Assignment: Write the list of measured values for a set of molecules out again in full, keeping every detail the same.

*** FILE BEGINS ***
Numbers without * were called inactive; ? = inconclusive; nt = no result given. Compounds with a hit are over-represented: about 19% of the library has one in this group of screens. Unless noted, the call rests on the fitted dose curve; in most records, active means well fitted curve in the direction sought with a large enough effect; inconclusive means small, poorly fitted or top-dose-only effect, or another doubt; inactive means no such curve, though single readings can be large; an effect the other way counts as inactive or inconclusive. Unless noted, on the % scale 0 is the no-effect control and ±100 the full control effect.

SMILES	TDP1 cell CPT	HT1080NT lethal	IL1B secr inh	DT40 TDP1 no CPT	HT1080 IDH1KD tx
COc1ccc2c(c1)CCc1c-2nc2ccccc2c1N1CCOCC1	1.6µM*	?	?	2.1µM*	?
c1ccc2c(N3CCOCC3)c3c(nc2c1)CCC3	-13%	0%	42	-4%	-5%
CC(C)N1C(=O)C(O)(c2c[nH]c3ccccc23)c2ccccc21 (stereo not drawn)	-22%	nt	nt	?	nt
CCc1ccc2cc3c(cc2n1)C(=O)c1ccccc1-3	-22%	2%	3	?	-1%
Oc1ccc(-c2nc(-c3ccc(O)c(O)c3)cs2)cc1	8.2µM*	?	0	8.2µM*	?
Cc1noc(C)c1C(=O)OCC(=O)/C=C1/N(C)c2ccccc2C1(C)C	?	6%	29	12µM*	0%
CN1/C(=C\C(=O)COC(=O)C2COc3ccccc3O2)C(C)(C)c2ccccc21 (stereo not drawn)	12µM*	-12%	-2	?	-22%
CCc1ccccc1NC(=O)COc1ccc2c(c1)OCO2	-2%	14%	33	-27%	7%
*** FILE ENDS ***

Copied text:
Numbers without * were called inactive; ? = inconclusive; nt = no result given. Compounds with a hit are over-represented: about 19% of the library has one in this group of screens. Unless noted, the call rests on the fitted dose curve; in most records, active means well fitted curve in the direction sought with a large enough effect; inconclusive means small, poorly fitted or top-dose-only effect, or another doubt; inactive means no such curve, though single readings can be large; an effect the other way counts as inactive or inconclusive. Unless noted, on the % scale 0 is the no-effect control and ±100 the full control effect.

SMILES	TDP1 cell CPT	HT1080NT lethal	IL1B secr inh	DT40 TDP1 no CPT	HT1080 IDH1KD tx
COc1ccc2c(c1)CCc1c-2nc2ccccc2c1N1CCOCC1	1.6µM*	?	?	2.1µM*	?
c1ccc2c(N3CCOCC3)c3c(nc2c1)CCC3	-13%	0%	42	-4%	-5%
CC(C)N1C(=O)C(O)(c2c[nH]c3ccccc23)c2ccccc21 (stereo not drawn)	-22%	nt	nt	?	nt
CCc1ccc2cc3c(cc2n1)C(=O)c1ccccc1-3	-22%	2%	3	?	-1%
Oc1ccc(-c2nc(-c3ccc(O)c(O)c3)cs2)cc1	8.2µM*	?	0	8.2µM*	?
Cc1noc(C)c1C(=O)OCC(=O)/C=C1/N(C)c2ccccc2C1(C)C	?	6%	29	12µM*	0%
CN1/C(=C\C(=O)COC(=O)C2COc3ccccc3O2)C(C)(C)c2ccccc21 (stereo not drawn)	12µM*	-12%	-2	?	-22%
CCc1ccccc1NC(=O)COc1ccc2c(c1)OCO2	-2%	14%	33	-27%	7%